Compressive Behaviour of Glass Fiber-Reinforced Polymer (GFRP) Reinforced Concrete Columns

Abed F., El Refai A., ElMesalami N.

10th International Conference on Fibre-Reinforced Polymer (FRP) Composites in Civil Engineering (CICE), İstanbul, Turkey, 8 - 10 December 2021, vol.198, pp.851-858 identifier identifier

  • Publication Type: Conference Paper / Full Text
  • Volume: 198
  • Doi Number: 10.1007/978-3-030-88166-5_73
  • City: İstanbul
  • Country: Turkey
  • Page Numbers: pp.851-858
  • Keywords: GFRP bars, Columns, Compression, Concrete, BEAMS, PERFORMANCE
  • Istanbul Technical University Affiliated: No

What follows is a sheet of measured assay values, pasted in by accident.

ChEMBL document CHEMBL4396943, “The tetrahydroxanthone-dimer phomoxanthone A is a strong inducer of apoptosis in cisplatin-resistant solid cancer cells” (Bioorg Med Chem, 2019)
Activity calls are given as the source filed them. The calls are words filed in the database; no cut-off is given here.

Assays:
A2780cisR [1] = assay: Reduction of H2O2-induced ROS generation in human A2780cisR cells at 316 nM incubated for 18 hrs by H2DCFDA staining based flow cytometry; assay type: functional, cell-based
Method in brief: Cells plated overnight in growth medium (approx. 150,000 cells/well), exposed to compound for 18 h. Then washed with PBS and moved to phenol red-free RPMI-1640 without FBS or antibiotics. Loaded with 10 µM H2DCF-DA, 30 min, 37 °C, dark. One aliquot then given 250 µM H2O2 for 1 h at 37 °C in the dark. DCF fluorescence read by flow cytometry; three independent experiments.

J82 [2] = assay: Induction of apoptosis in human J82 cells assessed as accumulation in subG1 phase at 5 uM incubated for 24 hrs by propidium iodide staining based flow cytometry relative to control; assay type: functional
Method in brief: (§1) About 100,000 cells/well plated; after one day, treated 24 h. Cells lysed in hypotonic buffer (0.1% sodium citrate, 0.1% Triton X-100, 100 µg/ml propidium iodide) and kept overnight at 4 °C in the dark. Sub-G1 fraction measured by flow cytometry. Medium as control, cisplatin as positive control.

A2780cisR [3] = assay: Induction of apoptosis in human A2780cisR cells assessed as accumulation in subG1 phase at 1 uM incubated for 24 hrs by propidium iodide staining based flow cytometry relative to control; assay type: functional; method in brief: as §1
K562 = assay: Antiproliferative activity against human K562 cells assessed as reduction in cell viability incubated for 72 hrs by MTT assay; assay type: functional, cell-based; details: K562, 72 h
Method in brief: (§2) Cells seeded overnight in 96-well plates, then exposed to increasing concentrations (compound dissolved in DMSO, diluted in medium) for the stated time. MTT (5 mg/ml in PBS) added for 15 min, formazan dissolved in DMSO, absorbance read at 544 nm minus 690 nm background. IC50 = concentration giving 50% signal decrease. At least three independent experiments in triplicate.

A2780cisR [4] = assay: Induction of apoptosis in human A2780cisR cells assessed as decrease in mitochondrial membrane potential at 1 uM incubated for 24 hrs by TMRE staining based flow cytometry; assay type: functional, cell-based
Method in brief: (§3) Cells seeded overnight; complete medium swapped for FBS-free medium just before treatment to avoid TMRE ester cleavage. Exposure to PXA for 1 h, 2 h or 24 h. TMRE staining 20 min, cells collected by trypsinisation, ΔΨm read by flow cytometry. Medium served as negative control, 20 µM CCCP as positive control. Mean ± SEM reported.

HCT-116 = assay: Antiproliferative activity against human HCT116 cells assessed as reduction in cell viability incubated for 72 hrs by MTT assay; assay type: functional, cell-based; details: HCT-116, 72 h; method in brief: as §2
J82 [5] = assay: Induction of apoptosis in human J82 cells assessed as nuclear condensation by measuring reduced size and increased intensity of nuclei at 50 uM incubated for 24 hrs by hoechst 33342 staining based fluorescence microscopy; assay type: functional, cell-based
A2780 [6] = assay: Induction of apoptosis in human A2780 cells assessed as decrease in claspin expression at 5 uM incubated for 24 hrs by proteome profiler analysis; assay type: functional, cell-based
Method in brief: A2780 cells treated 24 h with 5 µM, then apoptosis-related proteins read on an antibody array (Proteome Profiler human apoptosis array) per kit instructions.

Fiber-reinforced polymer (FRP) bars offer several advantages over steel bars, including higher tensile strength, lighter weight, and non-corrosiveness. There is currently an increased use of FRP-reinforced concrete structures worldwide. However, due to the low compressive strength and modulus of FRP bars, current FRP design codes such as ACI 440.1R-15 and CSA S806-12, neglect the contribution of FRP bars to the ultimate compressive capacities of reinforced concrete columns. This study aims at investigating the feasibility of using glass FRP (GFRP) bars as internal reinforcement in concrete columns, subject to concentric and eccentric loading. A total of four 180 mm x 180 mm square RC columns with heights of 1000 mm and 1100 mm were tested, including two GFRP-RC columns and two steel-RC columns. One GFRP-RC column was tested under concentric loading, and the other was tested under eccentric loading at an eccentricity-to-width ratio of 44.4%. The two steel-RC columns were replicates of the two GFRP-RC columns, and served as control specimens. All columns were cast with normal strength concrete of 34 MPa compressive strength and had the same longitudinal reinforcement ratio of 2.48%. Steel ties of 10 mm diameter spaced at 180 mm were used as transverse reinforcements in all columns. The results showed that GFRP-RC columns had lower load-carrying capacities than their steel-RC counterparts under both concentric and eccentric loadings. The ultimate capacities of GFRP-RC columns were 22% and 34% lower than their steel-RC counterparts at concentric and eccentric loadings, respectively. Also, the GFRP- and steel-RC columns exhibited similar modes of failure, which were mainly compression-controlled with concrete cover spalling and concrete crushing, under the different loading conditions. No rupture or buckling of longitudinal bars was observed. The contribution of GFRP bars to the ultimate column capacity under concentric loading, was found to be around 10.5%. Therefore, this study recommends that the contribution of GFRP bars to the ultimate capacities of RC columns should not be ignored.